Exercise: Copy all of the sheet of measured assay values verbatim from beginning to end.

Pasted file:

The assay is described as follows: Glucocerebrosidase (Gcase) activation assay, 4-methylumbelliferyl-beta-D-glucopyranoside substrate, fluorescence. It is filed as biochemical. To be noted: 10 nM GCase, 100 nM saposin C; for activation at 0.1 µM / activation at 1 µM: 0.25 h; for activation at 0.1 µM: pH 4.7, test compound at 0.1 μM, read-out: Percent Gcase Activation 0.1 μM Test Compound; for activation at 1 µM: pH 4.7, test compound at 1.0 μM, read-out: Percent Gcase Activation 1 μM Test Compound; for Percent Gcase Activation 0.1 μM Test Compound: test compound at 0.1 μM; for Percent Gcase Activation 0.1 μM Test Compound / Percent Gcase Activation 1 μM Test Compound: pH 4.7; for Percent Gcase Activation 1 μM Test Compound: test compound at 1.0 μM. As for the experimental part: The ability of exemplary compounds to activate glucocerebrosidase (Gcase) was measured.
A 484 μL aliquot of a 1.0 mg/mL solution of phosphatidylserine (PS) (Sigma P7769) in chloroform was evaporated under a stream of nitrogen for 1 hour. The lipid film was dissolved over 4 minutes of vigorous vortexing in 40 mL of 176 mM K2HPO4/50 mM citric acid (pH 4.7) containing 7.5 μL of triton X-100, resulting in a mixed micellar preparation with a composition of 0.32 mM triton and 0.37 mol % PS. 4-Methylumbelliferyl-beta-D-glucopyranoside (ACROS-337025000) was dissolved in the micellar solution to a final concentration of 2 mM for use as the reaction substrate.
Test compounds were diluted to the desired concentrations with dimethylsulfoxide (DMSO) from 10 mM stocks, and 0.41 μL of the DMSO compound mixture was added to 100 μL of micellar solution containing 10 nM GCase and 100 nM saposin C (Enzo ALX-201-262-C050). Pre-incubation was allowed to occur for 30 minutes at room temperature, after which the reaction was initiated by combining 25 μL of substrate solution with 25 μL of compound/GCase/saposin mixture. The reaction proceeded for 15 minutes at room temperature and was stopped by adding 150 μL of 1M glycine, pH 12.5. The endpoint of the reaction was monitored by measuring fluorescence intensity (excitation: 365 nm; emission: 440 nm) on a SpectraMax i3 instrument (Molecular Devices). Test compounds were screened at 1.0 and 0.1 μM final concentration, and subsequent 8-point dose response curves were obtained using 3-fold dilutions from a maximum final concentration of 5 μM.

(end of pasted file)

The assay is described as follows: Glucocerebrosidase (Gcase) activation assay, 4-methylumbelliferyl-beta-D-glucopyranoside substrate, fluorescence. It is filed as biochemical. To be noted: 10 nM GCase, 100 nM saposin C; for activation at 0.1 µM / activation at 1 µM: 0.25 h; for activation at 0.1 µM: pH 4.7, test compound at 0.1 μM, read-out: Percent Gcase Activation 0.1 μM Test Compound; for activation at 1 µM: pH 4.7, test compound at 1.0 μM, read-out: Percent Gcase Activation 1 μM Test Compound; for Percent Gcase Activation 0.1 μM Test Compound: test compound at 0.1 μM; for Percent Gcase Activation 0.1 μM Test Compound / Percent Gcase Activation 1 μM Test Compound: pH 4.7; for Percent Gcase Activation 1 μM Test Compound: test compound at 1.0 μM. As for the experimental part: The ability of exemplary compounds to activate glucocerebrosidase (Gcase) was measured.
A 484 μL aliquot of a 1.0 mg/mL solution of phosphatidylserine (PS) (Sigma P7769) in chloroform was evaporated under a stream of nitrogen for 1 hour. The lipid film was dissolved over 4 minutes of vigorous vortexing in 40 mL of 176 mM K2HPO4/50 mM citric acid (pH 4.7) containing 7.5 μL of triton X-100, resulting in a mixed micellar preparation with a composition of 0.32 mM triton and 0.37 mol % PS. 4-Methylumbelliferyl-beta-D-glucopyranoside (ACROS-337025000) was dissolved in the micellar solution to a final concentration of 2 mM for use as the reaction substrate.
Test compounds were diluted to the desired concentrations with dimethylsulfoxide (DMSO) from 10 mM stocks, and 0.41 μL of the DMSO compound mixture was added to 100 μL of micellar solution containing 10 nM GCase and 100 nM saposin C (Enzo ALX-201-262-C050). Pre-incubation was allowed to occur for 30 minutes at room temperature, after which the reaction was initiated by combining 25 μL of substrate solution with 25 μL of compound/GCase/saposin mixture. The reaction proceeded for 15 minutes at room temperature and was stopped by adding 150 μL of 1M glycine, pH 12.5. The endpoint of the reaction was monitored by measuring fluorescence intensity (excitation: 365 nm; emission: 440 nm) on a SpectraMax i3 instrument (Molecular Devices). Test compounds were screened at 1.0 and 0.1 μM final concentration, and subsequent 8-point dose response curves were obtained using 3-fold dilutions from a maximum final concentration of 5 μM.